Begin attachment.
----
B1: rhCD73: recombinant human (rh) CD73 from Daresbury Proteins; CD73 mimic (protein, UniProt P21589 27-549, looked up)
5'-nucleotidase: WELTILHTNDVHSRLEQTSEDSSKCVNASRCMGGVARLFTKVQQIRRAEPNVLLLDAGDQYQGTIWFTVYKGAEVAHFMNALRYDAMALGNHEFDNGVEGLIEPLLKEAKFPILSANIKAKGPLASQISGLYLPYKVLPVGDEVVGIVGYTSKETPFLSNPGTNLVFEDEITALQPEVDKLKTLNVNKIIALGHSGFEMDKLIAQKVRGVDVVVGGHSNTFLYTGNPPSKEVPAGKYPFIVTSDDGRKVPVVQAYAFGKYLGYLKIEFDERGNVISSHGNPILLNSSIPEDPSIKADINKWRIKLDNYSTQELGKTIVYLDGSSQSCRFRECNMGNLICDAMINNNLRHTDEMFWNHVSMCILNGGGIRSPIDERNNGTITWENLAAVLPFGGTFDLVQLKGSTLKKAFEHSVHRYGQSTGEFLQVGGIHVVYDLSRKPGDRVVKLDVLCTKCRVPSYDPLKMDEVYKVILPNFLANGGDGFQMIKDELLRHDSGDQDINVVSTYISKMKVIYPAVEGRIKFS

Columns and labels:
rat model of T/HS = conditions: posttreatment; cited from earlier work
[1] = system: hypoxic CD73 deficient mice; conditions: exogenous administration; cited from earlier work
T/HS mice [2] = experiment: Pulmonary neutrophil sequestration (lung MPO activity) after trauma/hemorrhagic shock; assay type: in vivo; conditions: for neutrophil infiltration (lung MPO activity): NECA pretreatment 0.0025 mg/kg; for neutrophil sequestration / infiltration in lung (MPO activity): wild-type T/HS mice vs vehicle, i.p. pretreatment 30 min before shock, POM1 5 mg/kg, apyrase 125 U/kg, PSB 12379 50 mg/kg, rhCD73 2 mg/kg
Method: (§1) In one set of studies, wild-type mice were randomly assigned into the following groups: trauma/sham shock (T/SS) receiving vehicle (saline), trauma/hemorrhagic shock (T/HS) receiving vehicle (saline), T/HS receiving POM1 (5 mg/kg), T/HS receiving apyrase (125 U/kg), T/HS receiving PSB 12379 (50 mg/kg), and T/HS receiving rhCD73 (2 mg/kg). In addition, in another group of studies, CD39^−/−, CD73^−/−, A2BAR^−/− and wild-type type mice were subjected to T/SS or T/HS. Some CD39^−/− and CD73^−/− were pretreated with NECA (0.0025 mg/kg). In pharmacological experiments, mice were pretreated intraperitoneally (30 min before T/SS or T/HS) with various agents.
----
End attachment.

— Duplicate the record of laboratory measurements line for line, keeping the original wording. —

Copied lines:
B1: rhCD73: recombinant human (rh) CD73 from Daresbury Proteins; CD73 mimic (protein, UniProt P21589 27-549, looked up)
5'-nucleotidase: WELTILHTNDVHSRLEQTSEDSSKCVNASRCMGGVARLFTKVQQIRRAEPNVLLLDAGDQYQGTIWFTVYKGAEVAHFMNALRYDAMALGNHEFDNGVEGLIEPLLKEAKFPILSANIKAKGPLASQISGLYLPYKVLPVGDEVVGIVGYTSKETPFLSNPGTNLVFEDEITALQPEVDKLKTLNVNKIIALGHSGFEMDKLIAQKVRGVDVVVGGHSNTFLYTGNPPSKEVPAGKYPFIVTSDDGRKVPVVQAYAFGKYLGYLKIEFDERGNVISSHGNPILLNSSIPEDPSIKADINKWRIKLDNYSTQELGKTIVYLDGSSQSCRFRECNMGNLICDAMINNNLRHTDEMFWNHVSMCILNGGGIRSPIDERNNGTITWENLAAVLPFGGTFDLVQLKGSTLKKAFEHSVHRYGQSTGEFLQVGGIHVVYDLSRKPGDRVVKLDVLCTKCRVPSYDPLKMDEVYKVILPNFLANGGDGFQMIKDELLRHDSGDQDINVVSTYISKMKVIYPAVEGRIKFS

Columns and labels:
rat model of T/HS = conditions: posttreatment; cited from earlier work
[1] = system: hypoxic CD73 deficient mice; conditions: exogenous administration; cited from earlier work
T/HS mice [2] = experiment: Pulmonary neutrophil sequestration (lung MPO activity) after trauma/hemorrhagic shock; assay type: in vivo; conditions: for neutrophil infiltration (lung MPO activity): NECA pretreatment 0.0025 mg/kg; for neutrophil sequestration / infiltration in lung (MPO activity): wild-type T/HS mice vs vehicle, i.p. pretreatment 30 min before shock, POM1 5 mg/kg, apyrase 125 U/kg, PSB 12379 50 mg/kg, rhCD73 2 mg/kg
Method: (§1) In one set of studies, wild-type mice were randomly assigned into the following groups: trauma/sham shock (T/SS) receiving vehicle (saline), trauma/hemorrhagic shock (T/HS) receiving vehicle (saline), T/HS receiving POM1 (5 mg/kg), T/HS receiving apyrase (125 U/kg), T/HS receiving PSB 12379 (50 mg/kg), and T/HS receiving rhCD73 (2 mg/kg). In addition, in another group of studies, CD39^−/−, CD73^−/−, A2BAR^−/− and wild-type type mice were subjected to T/SS or T/HS. Some CD39^−/− and CD73^−/− were pretreated with NECA (0.0025 mg/kg). In pharmacological experiments, mice were pretreated intraperitoneally (30 min before T/SS or T/HS) with various agents.